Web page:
It was an exciting weekend for Hanoi’s experimental music scene with LOTS of things going on, and due to other musical commitments I was unable to make it to pretty much any of them. (Insert frowny emoticon face here.) By all reports the headlining events of Tri Minh’s Hanoi SoundStuff Festival were excellent and well attended. A line-up of Vietnamese and foreign artists took the stage on Friday night for a sit-down concert and Saturday night for a more DJ/dance-oriented evening.
Also taking place this weekend was the Hanoi Soundwalk, a self-curated audio history tour of Hanoi which took the form of a large group of people investigating different corners of the Old Quarter using a GPS-enabled smartphone and a custom-built app that triggered different audio snippets and slices through headphones based on the location of the listener. The overarching idea was to create a personal, informative soundscape of historical audio which constantly changed as participants walked throughout the Old Quarter. This walk was part of a broader soundwalk project taking place several cities throughout the world and due to the high level of interest it sounds like Josh and Matthias, the organizers of the walk, may be putting more walks together in the future. Stay tuned! Check out the Hanoi Soundwalk Facebook page for some good photos of the event.
On Sunday evening Kim Ngoc’s DomDom continued its series of experimental concerts by presenting Experimental Inception at Thuyen Quang Lake Theatre. This also sounds like it was a remarkable show with a great line-up and Hanoise looks forward to attending future events put on by DomDom, who are doing some very exciting things for experimental music and art in Hanoi. Here’s a short summary by DomDom:
Seen as THE Hub for experimental art&music, DomDom will astound you with a multitude of performances bluring contrasts and interactions between personalities and characters in various talents. Swedish artists, Stephan Östersjö and Henrik Frisk will unite with experimental musicians from the local scene that will arouse sensations. In this context, Phu Luc- the performance-art group, musicians Nguyen Thanh Thuy, Ngo Tra My, Nguyen Duc Minh, sound artist Nguyen Manh Hung, film maker Nguyễn Trinh Thi, dancer Nguyen Anh Duc and emerging musician, Luong Hue Trinh, will play in a concert uniting talents.
All of this and I wasn’t able to attend any of it! I unfortunately missed perhaps Hanoi’s biggest weekend of experimental music of the year because I was knee-deep in rehearsing and performing at a very non-experimental (but still very out there for Hanoi) concert of American bluegrass, old-time and country music with my pick-up bluegrass band Banh My and the Bad Debts at Hanoi Social Club. That gig was great, and we’ll be doing another one in June, but that’s for someone other than Hanoise to write about.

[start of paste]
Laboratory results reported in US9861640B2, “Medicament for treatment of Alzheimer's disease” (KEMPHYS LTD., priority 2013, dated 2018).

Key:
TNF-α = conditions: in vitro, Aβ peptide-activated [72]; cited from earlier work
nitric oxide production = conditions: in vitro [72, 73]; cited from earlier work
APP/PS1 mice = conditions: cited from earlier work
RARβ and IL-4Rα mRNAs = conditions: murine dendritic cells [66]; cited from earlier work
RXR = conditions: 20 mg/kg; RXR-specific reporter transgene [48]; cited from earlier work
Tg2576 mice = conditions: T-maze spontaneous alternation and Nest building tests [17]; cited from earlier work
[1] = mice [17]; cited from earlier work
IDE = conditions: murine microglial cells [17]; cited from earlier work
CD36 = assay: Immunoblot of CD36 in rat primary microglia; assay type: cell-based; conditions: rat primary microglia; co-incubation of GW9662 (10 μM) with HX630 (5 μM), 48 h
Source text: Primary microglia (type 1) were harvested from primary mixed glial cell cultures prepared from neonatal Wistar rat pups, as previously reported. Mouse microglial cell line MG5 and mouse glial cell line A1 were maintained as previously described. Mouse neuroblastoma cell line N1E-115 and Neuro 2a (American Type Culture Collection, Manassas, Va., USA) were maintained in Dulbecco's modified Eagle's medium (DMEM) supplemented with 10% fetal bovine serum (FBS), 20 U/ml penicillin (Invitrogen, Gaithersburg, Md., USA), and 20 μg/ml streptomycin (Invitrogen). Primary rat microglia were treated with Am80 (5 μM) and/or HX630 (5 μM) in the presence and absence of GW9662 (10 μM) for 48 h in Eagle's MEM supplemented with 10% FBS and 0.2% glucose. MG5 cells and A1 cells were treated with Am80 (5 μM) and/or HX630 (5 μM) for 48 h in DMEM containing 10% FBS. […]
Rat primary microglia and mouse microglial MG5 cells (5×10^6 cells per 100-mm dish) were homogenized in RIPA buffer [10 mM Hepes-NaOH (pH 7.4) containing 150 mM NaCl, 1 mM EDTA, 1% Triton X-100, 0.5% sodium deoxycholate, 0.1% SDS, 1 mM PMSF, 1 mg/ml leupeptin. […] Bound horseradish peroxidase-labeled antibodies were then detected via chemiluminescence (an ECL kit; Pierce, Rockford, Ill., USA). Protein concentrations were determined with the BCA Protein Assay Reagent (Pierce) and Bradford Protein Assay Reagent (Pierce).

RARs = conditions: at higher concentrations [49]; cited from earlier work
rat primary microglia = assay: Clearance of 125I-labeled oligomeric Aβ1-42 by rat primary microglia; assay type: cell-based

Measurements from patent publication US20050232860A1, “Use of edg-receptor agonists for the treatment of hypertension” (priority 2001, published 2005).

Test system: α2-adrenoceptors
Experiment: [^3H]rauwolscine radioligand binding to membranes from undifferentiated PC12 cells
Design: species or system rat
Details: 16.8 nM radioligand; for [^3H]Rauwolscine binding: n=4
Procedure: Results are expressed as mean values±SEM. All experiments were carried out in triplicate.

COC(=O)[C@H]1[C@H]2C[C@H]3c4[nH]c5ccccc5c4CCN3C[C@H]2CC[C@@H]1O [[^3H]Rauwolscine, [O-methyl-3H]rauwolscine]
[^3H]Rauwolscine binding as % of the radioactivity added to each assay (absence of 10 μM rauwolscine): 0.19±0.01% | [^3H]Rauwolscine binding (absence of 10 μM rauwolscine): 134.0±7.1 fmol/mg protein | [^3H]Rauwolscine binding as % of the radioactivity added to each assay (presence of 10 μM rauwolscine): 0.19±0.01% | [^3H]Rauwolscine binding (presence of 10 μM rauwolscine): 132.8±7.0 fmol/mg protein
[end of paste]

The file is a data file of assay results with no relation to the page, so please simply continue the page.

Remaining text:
I can, however, take comfort in the fact that I haven’t missed everything Hanoi has to throw at us experimentalists this week. Internationally renowned experimental sound artist Bob Ostertag and filmmaker and visual artist Pierre Hebert will be performing at CAMA ATK on Wednesday night. I had no idea this was even happening until I saw CAMA’s Facebook page yesterday. Needless to say, this is going to be an exciting show and its great that it is coming on the heels of the big SoundStuff weekend. Ostertag and Hebert construct an audio-visual feast titled Living Cinema which, at least based on the filmed performances I saw of them years ago, involves the use of overhead projectors and found objects among many other elements. The performance table and platform will be a mess when this show is over! Should be a blast! I watched the heck out of the Tzadik DVD Between Science and Garbage put out by the duo in the early part of the last decade and can’t wait to see it live in person. Watch the video below for a great 5-minute sampling of what to expect. Check it out at CAMA ATK on Wednesday evening at 9pm. Head to Bob’s official site for a good description of Living Cinema and CAMA’s blog for a good overview of the evening. This excerpt from Ostertag’s site is my favorite bit:
The performance is innovative enough to be difficult to describe to those who have not seen it, yet transparent enough to be easily grasped by those in attendance. Children have typically been among its most enthusiastic fans.
I’ll be there…I need my fix of sound art after missing all of the great events last weekend and being forced to live vicariously through other people’s Facebook photo albums.
Keep on listening…